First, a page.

A History of Wargrave
The village of Wargrave is on the Berkshire bank of the river Thames between Reading and Henley. The parish includes the hamlets of Crazies Hill and Hare Hatch.
Recorded in the Domesday Survey, the talk will look at people, places and events from over 900 years of its history. The story includes kings, queens and bishops, village benefactors, farmers and many others – some well-known, others less so. The impact of forward-thinking villagers, national events, and its growth in the 19th and 20th centuries will be illustrated with photographs from the last 150 years.
This is the last of three talks in the Around Reading Talks Series. The other talks take place on 11th January and 8th February. You may book tickets for individual events or for all three talks in the series for a reduced price.
After the talk, tea/coffee and cake will be available (included in the price). Pre-booking is preferred, but you can pay on the door, if there are spaces available.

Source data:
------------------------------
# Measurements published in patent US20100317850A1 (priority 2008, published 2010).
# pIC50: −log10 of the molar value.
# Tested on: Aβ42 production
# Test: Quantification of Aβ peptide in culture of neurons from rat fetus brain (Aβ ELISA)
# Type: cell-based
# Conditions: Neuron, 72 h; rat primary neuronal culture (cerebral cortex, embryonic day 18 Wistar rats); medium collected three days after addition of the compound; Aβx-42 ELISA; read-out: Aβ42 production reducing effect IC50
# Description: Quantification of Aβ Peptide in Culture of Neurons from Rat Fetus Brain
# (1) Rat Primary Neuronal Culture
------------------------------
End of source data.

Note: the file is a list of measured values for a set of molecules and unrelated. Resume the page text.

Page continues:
Image: High Street, Wargrave, Berkshire by Oswald Bertram – Creative Commons Attribution-ShareAlike 2.0 license
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Although originally from Dorset, Peter came to Berkshire to teach in Wargrave in 1970, and has lived in his present house in the village since 1981. He began researching aspects of village history in 1975, and when the Wargrave Local History Society was formed in 1981, became its first deputy chairman, subsequently serving as chairman, and from 1992 onwards has been the society’s secretary. He wrote on aspects of village history for The Book of Wargrave and The Second Book of
Wargrave, being editor for the latter, and was joint author for the Illustrated Book of Wargrave.
Among his other interests, he is a Trustee for the Thames Valley and Great Western Omnibus Trust, where he leads the specialist Berkshire based archive team.